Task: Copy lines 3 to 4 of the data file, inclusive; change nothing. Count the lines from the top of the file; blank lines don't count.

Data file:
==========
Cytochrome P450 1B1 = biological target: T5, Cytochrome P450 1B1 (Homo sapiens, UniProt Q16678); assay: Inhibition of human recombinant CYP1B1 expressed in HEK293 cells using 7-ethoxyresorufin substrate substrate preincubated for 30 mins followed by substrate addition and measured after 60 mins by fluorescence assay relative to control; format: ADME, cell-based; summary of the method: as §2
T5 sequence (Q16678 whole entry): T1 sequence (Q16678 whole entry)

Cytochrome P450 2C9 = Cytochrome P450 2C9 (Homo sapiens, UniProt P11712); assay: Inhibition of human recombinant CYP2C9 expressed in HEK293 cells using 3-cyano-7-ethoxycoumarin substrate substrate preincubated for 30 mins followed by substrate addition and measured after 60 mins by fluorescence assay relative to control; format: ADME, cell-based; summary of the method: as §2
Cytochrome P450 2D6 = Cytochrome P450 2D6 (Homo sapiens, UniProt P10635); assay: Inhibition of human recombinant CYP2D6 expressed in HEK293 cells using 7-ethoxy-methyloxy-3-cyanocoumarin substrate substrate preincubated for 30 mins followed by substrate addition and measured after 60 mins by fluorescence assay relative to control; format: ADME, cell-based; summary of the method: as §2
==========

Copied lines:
Cytochrome P450 2C9 = Cytochrome P450 2C9 (Homo sapiens, UniProt P11712); assay: Inhibition of human recombinant CYP2C9 expressed in HEK293 cells using 3-cyano-7-ethoxycoumarin substrate substrate preincubated for 30 mins followed by substrate addition and measured after 60 mins by fluorescence assay relative to control; format: ADME, cell-based; summary of the method: as §2
Cytochrome P450 2D6 = Cytochrome P450 2D6 (Homo sapiens, UniProt P10635); assay: Inhibition of human recombinant CYP2D6 expressed in HEK293 cells using 7-ethoxy-methyloxy-3-cyanocoumarin substrate substrate preincubated for 30 mins followed by substrate addition and measured after 60 mins by fluorescence assay relative to control; format: ADME, cell-based; summary of the method: as §2